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Commentary: Tourism Matters: The world is not fair
Published on June 12, 2017 Email To Friend    Print Version

By Adrian Loveridge

Since the recent budget was announced I have tried and tried to understand its contents and objectives, sadly so far without success.

Most of us, I am sure can understand the need to limit foreign exchange use and demand, but frankly we actually produce so little here, it is almost futile to think you can substantially influence consumer demand for imported items.

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Adrian Loveridge has spent 46 years in the tourism industry across 67 countries, as a travel agent, tour director, tour operator and for the last 24 years as a small hotel owner on Barbados. He served as a director of the Barbados Hotel and Tourism Association, and as chairman of the Marketing Committee. He also served as a director of the Barbados Tourism Authority and is a frequent writer on tourism
Two items stand out, after hearing a car dealer state that the budget measures will add on an average of $20,000 per new vehicle. I graphically recall Debbie Simpson saying years ago that government collects more in taxes and duties from a car sale than they do as a seller in profit.

It’s pretty obvious then that many normal working people will perhaps delay taking delivery of a new vehicle for another year or two, so it surely defeats the collection of additional taxes?

Yet our current ‘political leader’ seemingly is not tied to the same fiscal restraints as most of us are and can replace what can only be considered a luxury ride, as and when he feels like it.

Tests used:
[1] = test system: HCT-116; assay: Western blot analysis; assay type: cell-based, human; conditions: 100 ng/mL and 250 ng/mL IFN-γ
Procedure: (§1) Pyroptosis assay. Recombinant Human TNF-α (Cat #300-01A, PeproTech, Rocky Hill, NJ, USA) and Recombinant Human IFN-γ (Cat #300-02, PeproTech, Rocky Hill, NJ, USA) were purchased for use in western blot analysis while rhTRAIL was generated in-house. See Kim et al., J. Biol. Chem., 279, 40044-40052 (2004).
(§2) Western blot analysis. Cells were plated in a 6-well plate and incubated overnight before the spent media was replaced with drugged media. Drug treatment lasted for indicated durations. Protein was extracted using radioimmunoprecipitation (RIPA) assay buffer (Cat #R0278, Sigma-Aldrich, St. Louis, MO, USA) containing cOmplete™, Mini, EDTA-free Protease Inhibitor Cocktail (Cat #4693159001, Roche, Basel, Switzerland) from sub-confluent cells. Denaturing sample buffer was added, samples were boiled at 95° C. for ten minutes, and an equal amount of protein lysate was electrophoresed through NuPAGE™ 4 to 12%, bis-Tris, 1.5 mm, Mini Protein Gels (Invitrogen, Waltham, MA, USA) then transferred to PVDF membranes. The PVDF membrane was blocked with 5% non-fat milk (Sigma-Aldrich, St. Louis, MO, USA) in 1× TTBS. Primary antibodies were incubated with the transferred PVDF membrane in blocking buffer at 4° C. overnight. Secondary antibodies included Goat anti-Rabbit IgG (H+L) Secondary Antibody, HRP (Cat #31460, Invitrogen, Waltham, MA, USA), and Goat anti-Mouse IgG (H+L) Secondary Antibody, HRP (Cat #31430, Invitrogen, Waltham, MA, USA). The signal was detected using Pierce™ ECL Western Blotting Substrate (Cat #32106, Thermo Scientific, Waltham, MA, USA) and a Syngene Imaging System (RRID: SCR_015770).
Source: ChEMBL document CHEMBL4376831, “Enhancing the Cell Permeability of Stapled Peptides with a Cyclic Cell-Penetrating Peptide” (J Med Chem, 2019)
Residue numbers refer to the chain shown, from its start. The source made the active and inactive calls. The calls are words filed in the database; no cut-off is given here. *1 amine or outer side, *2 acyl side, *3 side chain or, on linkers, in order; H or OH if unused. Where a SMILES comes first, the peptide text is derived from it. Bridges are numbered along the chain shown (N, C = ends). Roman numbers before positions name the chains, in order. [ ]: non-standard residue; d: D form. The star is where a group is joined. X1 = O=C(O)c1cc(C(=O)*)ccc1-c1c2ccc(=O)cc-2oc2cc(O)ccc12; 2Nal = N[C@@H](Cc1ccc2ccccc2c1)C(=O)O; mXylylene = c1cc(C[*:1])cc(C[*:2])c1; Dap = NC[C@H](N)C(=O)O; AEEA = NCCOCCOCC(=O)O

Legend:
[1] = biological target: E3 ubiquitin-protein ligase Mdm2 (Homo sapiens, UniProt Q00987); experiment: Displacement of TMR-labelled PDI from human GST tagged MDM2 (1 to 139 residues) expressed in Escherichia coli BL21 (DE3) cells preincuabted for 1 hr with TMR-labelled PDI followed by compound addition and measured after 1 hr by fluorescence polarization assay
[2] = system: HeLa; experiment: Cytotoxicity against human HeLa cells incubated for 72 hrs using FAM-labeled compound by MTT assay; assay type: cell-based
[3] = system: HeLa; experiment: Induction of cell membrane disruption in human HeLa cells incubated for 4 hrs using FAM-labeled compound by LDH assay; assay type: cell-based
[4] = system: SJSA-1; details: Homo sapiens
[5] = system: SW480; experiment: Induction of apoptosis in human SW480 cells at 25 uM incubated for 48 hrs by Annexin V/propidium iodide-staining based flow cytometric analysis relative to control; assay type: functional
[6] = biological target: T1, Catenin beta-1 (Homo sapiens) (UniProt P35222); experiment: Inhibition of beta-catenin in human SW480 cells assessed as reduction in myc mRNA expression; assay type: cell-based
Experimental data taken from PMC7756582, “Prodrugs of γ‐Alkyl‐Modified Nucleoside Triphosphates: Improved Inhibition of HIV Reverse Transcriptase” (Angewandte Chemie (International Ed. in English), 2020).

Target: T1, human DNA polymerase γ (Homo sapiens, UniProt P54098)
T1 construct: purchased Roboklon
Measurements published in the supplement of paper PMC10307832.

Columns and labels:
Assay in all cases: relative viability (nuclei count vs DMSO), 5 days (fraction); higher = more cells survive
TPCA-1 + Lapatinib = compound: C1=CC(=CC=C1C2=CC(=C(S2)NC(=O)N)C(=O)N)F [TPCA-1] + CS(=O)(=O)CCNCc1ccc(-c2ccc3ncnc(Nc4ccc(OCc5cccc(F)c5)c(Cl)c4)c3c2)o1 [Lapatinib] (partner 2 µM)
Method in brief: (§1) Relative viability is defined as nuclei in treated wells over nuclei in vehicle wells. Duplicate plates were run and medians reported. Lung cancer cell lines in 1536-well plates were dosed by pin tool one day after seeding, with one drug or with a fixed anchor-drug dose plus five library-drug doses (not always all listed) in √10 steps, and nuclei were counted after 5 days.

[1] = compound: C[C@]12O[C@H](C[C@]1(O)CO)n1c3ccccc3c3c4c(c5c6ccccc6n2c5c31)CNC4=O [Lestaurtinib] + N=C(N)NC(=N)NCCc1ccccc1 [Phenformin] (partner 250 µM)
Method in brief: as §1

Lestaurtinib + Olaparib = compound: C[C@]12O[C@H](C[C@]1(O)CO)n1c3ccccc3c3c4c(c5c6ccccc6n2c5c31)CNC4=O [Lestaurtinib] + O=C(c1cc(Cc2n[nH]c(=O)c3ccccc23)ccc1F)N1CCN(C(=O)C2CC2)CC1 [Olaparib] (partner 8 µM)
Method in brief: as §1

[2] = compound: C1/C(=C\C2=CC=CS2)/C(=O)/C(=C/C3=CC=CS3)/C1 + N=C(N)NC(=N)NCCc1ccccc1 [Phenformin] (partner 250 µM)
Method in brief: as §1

Secondly, another sector will be inescapably disadvantaged, the local printing industry. I am not aware that Barbados produces any quantity of paper or board, so of course it will have to be imported. What they do is then enhance the value by overprinting and this will now to subject to both VAT at 17.5 percent plus the increased and ridiculously (if not insultingly) named National Social Responsibility Levy of 10 percent.

The net inevitable result is that companies will flock overseas for their printing requirements, where the costs are substantially cheaper, putting potentially hundreds of jobs on the line.

With an almost overwhelming consensus among private sector business leaders predicting that prices generally will increase by 12 to 15 percent,

it will further dampen spending and any hope of national economic recovery. Furthermore it will push those already on the breadline further into poverty. We used to see a former prime minister in one of our larger supermarkets regularly, but i wonder when our current minister of finance last pushed a trolley through the aisles, to try and buy an average family shopping requirement for a week with only $200 to $300 to spend.

Purely from a tourism perspective, the inexorable associated inflationary effect, further devaluing our currency internally will curb demand for staycations and eating out in our many restaurants, even for the so called ‘better-off’.

While our commercial banks are awash with money, earning little or miniscule amounts of interest for their customers, but at the same time, government is paying third world double digit interest rates on bonds to prop-up the monthly salary payments for public sector workers.

The 2 percent levy on foreign currency requirements can be seen as no more than devaluation and many out there have already figured out ways to effectively bypass this additional tax.

Meanwhile, a handful of the chosen few have avoided paying taxes whatsoever with extraordinary unilateral concessions for at least 25 years and then reduced for a further 15 years.

Compound this by the fact most of their revenue does not even come to this island and they largely escape any duties and currency limitations, extra costs or restrictions at all.

One can only conclude that the world is not fair, at least not on our 166 square mile for the vast majority of the population.
 
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